Fae Tarot Deck by the Greygoose (Greg Hoose)
Review by Lee A. Bursten

This is a beautiful deck which is self-published by the artist/author, Greg Hoose, who has studied art internationally and whose influences include Celtic Fairies, Sumi (Chinese) art, and Christian elements, as well as Tarot. He creates all his images digitally.

The primary theme of the deck is, of course, Fairies. Although the signature card included with the deck, as well as the artistís website, speaks of a Fairy tradition, Iím not sure what specific tradition is being referred to. Some of the characters on the cards are winged, with different types of wings; butterfly wings, dragonfly wings, and feathered wings, as well as more abstract, unidentifiable wings. Pointed ears are visible on many of the figures. The bird-winged figures make me think more of angels than fairies. Anyone who feels drawn to the various angel or fairy non-tarot decks currently on the market should certainly consider this deck.

The pictures are done in a colorful, impressionistic style. One thing thatís important to understand about them right away is that they donít contain the sharp outlines of most Tarot art. In fact, they are rather gauzy, or one might even say fuzzy. I donít think this is due to poor reproduction; I just think this is the artistís style. Many of the elements in the pictures are done with a wonderful marbling effect, so that they look like rivers of molten metal. When I first saw the physical cards I was a bit taken aback by the lack of definition, but I soon got used to it.

Unlike many self-published decks, these cards are refreshingly small at four by two and three-eighth inches. In fact, I think theyíre the perfect size, easy to shuffle and lay out. The corners are rounded, and the scenes go all the way to the borders. The suits are Wands, Bowls, Darts (Swords) and Stars (Pentacles). The court cards are Page, Knight, Queen and King. The cards are identifiable by an icon for each suit placed in the lower left corner of the card, with a number or letter designation superimposed over it. The Majors also have a card title in small white letters at the top of the card.

Many of these images are quite arresting. Elements from the Rider-Waite-Smith deck make frequent appearances. Greg Hoose, unlike many Tarot artists, understands the power of a simple iconic image. The Emperor is quite striking, a masculine, authoritative figure with butterfly wings. The Magician and the High Priestess are quite evocative, one strong and capable, the other leaning over a table, examining a ball of glowing light. And the Star, one of the most beautiful Star cards Iíve ever seen, demonstrates the artistís facility with light effects.

Perhaps the most notable feature of the Majors is that just about every element that could be construed to be negative has been expurgated from the cards. The Strength card, instead of showing a woman with a lion, instead shows a woman reaching out to the viewer, suggesting that the viewer is him- or herself the lion, but without actually showing a lion (the Cosmic Tarot has a similar Strength card, in which the woman holds a cloth up to the viewer, which reflects a lion). The three "negative" Majors, i.e. Death, the Devil, and the Tower, have been renamed and re-imagined into more positive, although still related, concepts. The Tower has become the Tree. Death has become Night, with a picture of a unicorn walking through a nighttime scene while the sun begins to rise. And, most alarmingly, the Devil has become the Heart, although, interestingly, the picture is set up the same way as the R-W-S Devil card, with a man and a woman in the foreground and a flower-heart shape occupying the Devilís usual position. Other Major cards are renamed but are more identifiable as traditional Tarot archetypes, like the Chariot, now named Nobility, which shows a figure reminiscent of the R-W-S charioteer, but without the chariot.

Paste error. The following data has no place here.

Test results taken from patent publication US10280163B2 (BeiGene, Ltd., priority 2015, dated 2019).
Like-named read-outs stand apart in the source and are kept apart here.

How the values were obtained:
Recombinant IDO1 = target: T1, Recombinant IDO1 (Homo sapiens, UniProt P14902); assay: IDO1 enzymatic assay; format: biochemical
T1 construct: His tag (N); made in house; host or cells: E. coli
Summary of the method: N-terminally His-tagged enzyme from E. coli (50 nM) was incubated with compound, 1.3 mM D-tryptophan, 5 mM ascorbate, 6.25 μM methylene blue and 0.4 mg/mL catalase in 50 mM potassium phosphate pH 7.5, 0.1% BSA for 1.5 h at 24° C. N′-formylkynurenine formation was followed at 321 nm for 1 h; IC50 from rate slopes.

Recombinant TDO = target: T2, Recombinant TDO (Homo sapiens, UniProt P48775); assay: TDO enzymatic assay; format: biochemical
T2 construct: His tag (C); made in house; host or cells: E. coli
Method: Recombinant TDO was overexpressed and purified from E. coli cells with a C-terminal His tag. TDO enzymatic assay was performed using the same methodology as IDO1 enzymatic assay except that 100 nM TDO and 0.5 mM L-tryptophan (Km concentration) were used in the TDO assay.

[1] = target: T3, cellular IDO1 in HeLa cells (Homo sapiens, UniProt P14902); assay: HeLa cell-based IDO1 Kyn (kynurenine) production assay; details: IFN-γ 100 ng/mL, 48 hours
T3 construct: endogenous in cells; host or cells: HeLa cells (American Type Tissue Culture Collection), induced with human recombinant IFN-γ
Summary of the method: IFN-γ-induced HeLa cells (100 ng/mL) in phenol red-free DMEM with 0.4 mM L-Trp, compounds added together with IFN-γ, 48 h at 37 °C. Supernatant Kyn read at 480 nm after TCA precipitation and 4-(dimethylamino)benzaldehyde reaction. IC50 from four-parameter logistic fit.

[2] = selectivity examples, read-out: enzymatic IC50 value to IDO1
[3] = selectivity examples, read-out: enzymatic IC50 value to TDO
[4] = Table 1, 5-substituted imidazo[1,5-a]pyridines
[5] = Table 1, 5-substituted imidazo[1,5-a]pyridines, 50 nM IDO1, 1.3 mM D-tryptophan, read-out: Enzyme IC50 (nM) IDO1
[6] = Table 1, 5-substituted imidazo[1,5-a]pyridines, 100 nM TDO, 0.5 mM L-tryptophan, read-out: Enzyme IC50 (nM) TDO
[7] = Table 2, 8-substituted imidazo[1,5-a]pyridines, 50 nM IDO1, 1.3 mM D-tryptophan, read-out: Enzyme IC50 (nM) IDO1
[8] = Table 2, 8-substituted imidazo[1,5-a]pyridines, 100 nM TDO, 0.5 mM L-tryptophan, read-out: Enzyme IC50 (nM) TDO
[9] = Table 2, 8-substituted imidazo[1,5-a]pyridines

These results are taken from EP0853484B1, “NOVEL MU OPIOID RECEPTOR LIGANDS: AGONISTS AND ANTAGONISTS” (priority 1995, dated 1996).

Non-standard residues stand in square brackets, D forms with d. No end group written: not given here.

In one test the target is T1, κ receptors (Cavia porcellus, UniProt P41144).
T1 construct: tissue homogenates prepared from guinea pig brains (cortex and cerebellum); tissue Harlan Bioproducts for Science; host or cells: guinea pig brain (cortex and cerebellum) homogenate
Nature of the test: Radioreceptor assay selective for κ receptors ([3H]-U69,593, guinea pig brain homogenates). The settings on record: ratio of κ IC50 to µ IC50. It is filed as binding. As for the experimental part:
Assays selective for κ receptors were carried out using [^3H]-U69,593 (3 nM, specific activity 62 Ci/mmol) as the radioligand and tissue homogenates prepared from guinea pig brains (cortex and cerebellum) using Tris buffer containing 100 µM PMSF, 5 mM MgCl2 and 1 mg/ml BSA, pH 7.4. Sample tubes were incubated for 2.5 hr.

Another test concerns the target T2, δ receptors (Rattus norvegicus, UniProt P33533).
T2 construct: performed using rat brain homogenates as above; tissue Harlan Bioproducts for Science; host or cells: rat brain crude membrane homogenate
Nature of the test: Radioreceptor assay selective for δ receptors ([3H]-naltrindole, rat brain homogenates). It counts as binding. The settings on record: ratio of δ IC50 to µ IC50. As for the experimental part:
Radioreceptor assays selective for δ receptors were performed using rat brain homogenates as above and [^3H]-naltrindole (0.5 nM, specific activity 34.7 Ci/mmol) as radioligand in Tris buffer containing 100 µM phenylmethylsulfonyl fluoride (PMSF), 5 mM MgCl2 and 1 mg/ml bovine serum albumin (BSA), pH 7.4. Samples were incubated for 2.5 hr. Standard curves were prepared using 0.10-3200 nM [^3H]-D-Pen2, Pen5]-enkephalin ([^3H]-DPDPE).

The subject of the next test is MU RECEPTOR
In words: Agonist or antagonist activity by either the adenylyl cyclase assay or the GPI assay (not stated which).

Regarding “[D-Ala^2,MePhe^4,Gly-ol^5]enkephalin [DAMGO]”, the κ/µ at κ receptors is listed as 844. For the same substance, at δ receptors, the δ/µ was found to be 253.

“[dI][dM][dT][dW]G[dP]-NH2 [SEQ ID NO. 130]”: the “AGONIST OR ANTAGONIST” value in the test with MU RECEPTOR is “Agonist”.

I imagine there are many Tarot traditionalists out there whose blood pressure will start to rise on reading of the lack of negative imagery. However, to be fair, this is not an entirely positive deck; several Minor cards have negative images or elements. The Three of Darts (Swords) shows the good old familiar punctured heart, and the Seven of Wands shows a fairy fighting off four dark, goblin-ish figures. The Night card could, of course, be interpreted exactly as the Death card usually is; that is, a walk through darkness, and the sun will shine on a different day. Even the Heart card can be linked conceptually to the Devil, if one interprets the Devil as oneís inner, selfish desires. Since the heart-flower entity is looming over the humans on the card, perhaps they are in its thrall.

The Minors utilize different sorts of techniques to achieve their effects. Although they mostly reflect the standard R-W-S meanings, there are a few which strike off in new directions, for example the Six of Wands, which shows a person kneeling in prayer rather than the usual victorious man on horseback. Some of the heretofore negative Minors are given a more positive (or a less negative) spin. The Five of Darts (Swords) shows a person aiming an arrow at a shooting star, which might well illustrate either futility and defeat, as in the corresponding R-W-S card, or else willingness to take a long shot.

Scale is used to great effect on some cards, like the Two of Stars (Pentacles), which shows the serenity which one can find even in a changing situation. And on the Knight of Darts (Swords), the Knight, who floats in midair, is actually quite small in the picture, as he or she aims an arrow against the wind. As an aside, the indistinctness of the figures is an advantage in one way, which is that they can be seen as either gender according to the context of the reading.